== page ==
Tom 34 Nr 4 (2012)

Polacy w niemieckiej policji pomocniczej. Schutzmannschaftsbataillon 202 w świetle zeznań jego członków

Michał Wenklar

Strony: 35 - 50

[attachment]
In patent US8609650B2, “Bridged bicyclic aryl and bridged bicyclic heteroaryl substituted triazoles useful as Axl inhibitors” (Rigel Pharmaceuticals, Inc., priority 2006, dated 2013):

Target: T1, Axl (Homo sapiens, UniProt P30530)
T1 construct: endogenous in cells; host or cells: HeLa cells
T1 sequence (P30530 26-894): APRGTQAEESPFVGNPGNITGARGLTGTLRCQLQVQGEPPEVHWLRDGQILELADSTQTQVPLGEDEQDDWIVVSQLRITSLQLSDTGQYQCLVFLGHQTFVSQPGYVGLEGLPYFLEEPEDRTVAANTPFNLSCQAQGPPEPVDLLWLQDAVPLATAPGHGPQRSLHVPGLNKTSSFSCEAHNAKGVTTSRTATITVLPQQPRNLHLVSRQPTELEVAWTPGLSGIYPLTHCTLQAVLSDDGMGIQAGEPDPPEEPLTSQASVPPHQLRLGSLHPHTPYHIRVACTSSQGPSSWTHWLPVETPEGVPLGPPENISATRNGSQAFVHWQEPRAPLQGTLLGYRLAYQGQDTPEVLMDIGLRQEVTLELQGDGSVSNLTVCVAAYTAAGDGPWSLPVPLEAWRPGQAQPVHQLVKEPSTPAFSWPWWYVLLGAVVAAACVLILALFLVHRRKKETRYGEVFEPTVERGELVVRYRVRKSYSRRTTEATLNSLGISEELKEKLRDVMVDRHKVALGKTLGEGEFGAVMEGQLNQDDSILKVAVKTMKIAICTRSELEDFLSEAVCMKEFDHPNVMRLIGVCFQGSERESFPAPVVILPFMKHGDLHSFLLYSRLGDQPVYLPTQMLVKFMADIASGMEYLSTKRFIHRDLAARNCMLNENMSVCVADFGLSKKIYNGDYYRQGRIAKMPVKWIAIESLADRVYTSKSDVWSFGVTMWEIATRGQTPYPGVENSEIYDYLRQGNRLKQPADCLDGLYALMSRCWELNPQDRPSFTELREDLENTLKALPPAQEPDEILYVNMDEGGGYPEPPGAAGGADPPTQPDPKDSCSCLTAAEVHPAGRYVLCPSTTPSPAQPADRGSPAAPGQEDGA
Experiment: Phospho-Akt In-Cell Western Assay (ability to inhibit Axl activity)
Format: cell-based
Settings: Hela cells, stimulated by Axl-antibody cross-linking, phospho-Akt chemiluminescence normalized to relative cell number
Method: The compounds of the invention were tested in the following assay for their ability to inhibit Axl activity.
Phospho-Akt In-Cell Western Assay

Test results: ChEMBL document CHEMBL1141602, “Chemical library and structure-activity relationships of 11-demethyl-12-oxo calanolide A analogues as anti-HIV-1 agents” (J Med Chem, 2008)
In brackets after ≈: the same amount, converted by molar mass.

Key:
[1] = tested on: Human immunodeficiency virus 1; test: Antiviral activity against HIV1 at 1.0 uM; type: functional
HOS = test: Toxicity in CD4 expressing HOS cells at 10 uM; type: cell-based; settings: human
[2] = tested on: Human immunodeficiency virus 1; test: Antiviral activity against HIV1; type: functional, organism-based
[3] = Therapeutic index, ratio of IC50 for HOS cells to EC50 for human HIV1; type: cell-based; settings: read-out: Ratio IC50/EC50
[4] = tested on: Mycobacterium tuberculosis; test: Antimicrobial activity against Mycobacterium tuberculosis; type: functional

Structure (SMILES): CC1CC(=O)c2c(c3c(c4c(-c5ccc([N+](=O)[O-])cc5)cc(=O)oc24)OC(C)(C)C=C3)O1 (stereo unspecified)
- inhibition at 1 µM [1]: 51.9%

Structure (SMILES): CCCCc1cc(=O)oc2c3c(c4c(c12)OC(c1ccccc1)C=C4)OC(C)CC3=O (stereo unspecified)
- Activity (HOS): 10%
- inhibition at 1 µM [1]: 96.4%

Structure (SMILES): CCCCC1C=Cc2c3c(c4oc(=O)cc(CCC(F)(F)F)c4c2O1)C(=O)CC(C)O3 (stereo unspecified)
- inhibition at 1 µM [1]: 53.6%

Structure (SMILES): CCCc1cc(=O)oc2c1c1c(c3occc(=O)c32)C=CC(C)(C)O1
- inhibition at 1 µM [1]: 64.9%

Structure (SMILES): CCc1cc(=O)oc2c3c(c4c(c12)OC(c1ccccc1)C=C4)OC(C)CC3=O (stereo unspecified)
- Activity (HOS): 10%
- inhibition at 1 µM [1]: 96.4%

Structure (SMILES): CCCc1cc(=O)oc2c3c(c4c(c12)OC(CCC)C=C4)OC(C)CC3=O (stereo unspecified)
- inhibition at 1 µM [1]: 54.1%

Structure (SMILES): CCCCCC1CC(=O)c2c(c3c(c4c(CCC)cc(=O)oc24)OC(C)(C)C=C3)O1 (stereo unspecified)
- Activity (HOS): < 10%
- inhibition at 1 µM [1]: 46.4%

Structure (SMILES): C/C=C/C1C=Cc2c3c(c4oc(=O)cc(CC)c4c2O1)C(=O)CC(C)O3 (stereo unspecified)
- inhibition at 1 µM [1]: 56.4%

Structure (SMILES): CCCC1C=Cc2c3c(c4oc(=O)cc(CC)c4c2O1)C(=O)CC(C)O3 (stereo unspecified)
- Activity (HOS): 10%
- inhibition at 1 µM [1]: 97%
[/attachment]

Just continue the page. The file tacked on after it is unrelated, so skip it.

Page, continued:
Schutzmannschaftsbataillon 202, the unit of the German auxiliary police, was formed at the turn of 1942. Polish volunteers, who positively responded to the announcement published in the Polish-language press concerning recruitment to the so-called navy-blue police Polnische Polizei, were enlisted into it. From June 1942 they were trained in the area of the Waffen SS camp in Pustkow. Originally they were informed that they would serve in the precincts of the navy-blue police located in the General Government. The unit was staffed with Polish officers and non-commissioned officers but at the same time there were also German supervising officers. Overall, over 400 people participated in the training in Pustkow. After the conclusion of training, the policemen were enrolled into the German auxiliary police as the Schutzmannschaftsbataillon 202. The command was assumed by the Germans. Battalion 202 was originally used in the background of the German Army Group “Middle” on the Eastern Front. However, after a series of desertions and attempts to find contact with Soviet partisans, the unit was transferred to Volyn. Once there, the policemen were protecting Polish groups against exterminatory actions undertaken by the Ukrainian Insurgent Army UPA and also taking part in retaliatory strikes which simply meant the pacification of Ukrainian villages. It is worth noting that the unit often found itself in conflict with Ukrainian policemen of Schutzmannschaft. Many of the above-mentioned activities were performed with indifference, ignorance or even disapproval of the unit’s German supervisors. In Volyn further desertions took place; many ex-policemen joined the Home Army AK. In January 1944, in the face of approaching war front, the battalion which had lost the trust of the German side, was transferred to Lvov and after that, in February of the same year, to the village of Drusenheim in Alsace. After three months long stay in the backlines of the Western Front, the unit was disbanded; the policemen were transported to the General Government and separately inducted to the precincts of gendarmerie. After the Second World War the individual policemen from the Battalion 202 were prosecuted for collaborating with Germany. They were also invigilated by the Security Office UB. The testimonies and pronouncements gathered by the UB permit us to reconstruct the history of this collaborative unit to a large degree.